Want to be the next Instagram? Read about the basics regarding copyright and apps

by The FindLaw Team

After the $1 billion purchase of Instagram, (well, probably a bit less now since the purchase was tied with Facebook’s stock price), it’s probably fair to say that many of us will now dream of being an app developer (this writer certainly does), holding out hope that our app will either be a) successful or b) bought out by a bigger company. The popularity of smartphones and tablet devices has bred a certain amount of familiarity with technology and apps which form the heartbeat of such devices, and not only are not apps easy to use. They must also be easy to build too, right? Well, let’s just say that if you have either built an app or have a great app idea and wish to protect your intellectual property in relation to the app. The obvious question would be: How can a person protect the copyright of a mobile app?

Can apps be copyrighted?

Before we explore the question of whether an app can be copyrighted, we should start off with the question of can apps be protected by copyright law in the first place?

The Copyright Act 1968 (Cth) (the Act) makes reference to computer software being afforded copyright protection, so it also conceivable that the protections may also extend to mobile apps as well.

What are some of the basic requirements for copyright protection of an app?

In order for an app to be capable of protection, it must meet the following general requirements:

The app must be the result of your own skill and effort: the overarching aspect of this requirement is that the app must have been built from an idea that you have developed. Even if your own creation has similarities to another app, this may not be an issue if the app was a result of your own skill and effort.

The app must be ‘novel’ or original: sure your app may have similar functions and fulfils the same niche as another in either the Android Play Store or iTunes, there still needs to be a demonstration of some utility and function which makes it ‘novel’ or original. The app doesn’t necessarily have to break the mould in any way for it to be novel or original, but that certainly would help.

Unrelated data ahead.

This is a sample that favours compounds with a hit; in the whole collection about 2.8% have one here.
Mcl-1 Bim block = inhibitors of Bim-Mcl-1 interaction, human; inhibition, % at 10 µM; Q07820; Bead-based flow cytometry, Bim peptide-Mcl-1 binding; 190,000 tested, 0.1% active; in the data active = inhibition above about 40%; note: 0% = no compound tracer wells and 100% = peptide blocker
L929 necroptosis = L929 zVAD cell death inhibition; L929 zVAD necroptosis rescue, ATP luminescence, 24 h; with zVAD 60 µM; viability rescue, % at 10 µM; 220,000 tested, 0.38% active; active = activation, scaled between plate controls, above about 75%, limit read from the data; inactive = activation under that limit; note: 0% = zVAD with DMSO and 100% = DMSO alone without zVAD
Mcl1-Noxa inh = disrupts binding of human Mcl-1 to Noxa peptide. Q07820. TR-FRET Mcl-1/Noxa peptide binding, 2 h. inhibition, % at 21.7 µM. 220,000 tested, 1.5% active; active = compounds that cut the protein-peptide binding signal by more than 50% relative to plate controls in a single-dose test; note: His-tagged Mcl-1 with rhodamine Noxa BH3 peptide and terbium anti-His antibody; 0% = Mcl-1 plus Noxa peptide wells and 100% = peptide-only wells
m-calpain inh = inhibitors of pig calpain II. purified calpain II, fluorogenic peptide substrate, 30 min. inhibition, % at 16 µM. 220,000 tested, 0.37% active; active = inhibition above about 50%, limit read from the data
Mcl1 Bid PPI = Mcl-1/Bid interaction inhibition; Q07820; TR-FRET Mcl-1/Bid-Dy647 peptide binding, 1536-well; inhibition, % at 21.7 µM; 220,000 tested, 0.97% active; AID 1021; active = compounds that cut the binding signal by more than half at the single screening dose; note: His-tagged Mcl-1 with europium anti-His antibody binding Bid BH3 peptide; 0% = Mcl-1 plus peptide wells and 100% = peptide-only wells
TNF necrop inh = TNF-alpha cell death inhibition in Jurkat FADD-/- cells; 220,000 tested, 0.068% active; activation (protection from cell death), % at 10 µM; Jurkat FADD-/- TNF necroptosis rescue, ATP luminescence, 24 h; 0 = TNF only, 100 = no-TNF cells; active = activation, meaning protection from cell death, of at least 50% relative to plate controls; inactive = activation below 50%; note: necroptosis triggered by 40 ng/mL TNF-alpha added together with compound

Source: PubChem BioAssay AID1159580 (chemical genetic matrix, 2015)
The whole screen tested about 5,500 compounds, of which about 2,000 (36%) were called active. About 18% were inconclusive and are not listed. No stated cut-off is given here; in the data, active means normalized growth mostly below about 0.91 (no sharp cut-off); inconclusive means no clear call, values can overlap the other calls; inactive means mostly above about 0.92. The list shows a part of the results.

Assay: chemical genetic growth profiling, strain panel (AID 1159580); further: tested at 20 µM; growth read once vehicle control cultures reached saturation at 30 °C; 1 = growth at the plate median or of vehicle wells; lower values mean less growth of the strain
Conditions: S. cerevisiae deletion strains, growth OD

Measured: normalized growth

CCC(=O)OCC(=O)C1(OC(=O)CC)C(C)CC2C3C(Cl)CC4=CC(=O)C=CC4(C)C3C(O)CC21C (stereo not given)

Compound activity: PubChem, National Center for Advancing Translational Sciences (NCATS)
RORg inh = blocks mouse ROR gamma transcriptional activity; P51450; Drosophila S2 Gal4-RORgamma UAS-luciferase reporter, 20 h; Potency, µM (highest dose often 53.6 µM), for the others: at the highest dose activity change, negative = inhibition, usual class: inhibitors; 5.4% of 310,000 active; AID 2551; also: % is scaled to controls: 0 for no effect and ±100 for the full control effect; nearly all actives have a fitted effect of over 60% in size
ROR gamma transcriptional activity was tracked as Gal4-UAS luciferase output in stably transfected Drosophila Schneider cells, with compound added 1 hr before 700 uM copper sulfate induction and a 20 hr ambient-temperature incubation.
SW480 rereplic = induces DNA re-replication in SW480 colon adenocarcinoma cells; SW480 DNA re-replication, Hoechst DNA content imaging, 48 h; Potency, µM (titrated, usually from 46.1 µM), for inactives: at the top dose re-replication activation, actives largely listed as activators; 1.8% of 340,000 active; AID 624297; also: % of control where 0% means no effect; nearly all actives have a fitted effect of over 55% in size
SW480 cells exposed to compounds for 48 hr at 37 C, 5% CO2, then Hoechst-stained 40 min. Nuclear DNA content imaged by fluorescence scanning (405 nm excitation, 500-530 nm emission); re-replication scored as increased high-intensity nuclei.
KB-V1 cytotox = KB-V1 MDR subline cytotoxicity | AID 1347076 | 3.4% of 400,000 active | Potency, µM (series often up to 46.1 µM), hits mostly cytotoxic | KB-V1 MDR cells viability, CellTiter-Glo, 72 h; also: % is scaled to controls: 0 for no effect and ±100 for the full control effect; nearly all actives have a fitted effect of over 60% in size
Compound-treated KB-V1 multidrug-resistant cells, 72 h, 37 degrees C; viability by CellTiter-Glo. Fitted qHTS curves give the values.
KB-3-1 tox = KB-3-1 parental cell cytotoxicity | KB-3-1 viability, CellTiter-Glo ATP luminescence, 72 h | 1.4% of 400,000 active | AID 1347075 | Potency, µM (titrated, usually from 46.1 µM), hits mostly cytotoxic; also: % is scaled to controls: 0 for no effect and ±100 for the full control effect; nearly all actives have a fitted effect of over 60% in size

The app must be ‘published’ and reduced to a material form: it may be enough for a person to have submitted the app for approval for it to be considered as ‘published’, but beyond that? Your app may still meet the publishable and reduced to material form criteria. We should also highlight that there is no requirement that your app needs to by the type of app which needs to be purchased for it to be protected. Even free apps that meet all the conditions spelled out in the Act will be protected.

That’s the basic requirements for copyright which is obviously a burgeoning area. If you have any questions or concerns about any intellectual property matter, always seek the help of an experienced intellectual property lawyer to ensure your creation is adequately protected.

Also, if you do have a winning app idea, you should probably keep it to yourself. 



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